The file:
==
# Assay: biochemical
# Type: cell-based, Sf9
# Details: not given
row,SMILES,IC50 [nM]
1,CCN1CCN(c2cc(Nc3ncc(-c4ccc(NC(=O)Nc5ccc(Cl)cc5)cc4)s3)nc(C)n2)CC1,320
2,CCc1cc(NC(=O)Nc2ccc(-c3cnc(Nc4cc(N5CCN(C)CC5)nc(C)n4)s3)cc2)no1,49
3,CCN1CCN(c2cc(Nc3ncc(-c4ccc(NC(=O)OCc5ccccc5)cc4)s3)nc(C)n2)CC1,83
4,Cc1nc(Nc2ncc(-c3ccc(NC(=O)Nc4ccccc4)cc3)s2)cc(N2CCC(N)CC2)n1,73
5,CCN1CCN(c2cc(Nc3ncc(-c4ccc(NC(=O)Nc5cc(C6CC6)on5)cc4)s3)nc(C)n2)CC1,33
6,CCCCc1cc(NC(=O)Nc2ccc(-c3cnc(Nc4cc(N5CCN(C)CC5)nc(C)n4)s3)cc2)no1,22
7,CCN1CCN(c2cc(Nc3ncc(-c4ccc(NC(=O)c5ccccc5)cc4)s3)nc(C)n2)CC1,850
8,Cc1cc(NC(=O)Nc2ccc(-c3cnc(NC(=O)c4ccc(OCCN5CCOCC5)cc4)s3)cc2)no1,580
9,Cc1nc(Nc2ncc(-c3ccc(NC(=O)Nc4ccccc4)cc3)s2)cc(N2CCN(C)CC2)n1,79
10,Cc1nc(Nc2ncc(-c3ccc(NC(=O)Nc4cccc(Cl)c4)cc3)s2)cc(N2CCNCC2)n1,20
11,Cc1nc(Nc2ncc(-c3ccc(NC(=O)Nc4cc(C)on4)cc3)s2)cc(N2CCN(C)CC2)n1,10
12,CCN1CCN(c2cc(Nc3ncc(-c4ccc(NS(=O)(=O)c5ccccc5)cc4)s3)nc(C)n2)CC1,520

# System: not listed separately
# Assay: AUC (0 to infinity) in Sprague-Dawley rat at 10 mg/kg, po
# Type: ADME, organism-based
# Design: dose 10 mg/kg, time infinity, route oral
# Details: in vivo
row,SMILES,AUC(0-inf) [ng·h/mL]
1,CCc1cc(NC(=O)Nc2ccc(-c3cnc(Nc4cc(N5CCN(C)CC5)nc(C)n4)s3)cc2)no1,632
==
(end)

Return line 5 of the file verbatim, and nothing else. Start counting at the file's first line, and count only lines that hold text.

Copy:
1,CCN1CCN(c2cc(Nc3ncc(-c4ccc(NC(=O)Nc5ccc(Cl)cc5)cc4)s3)nc(C)n2)CC1,320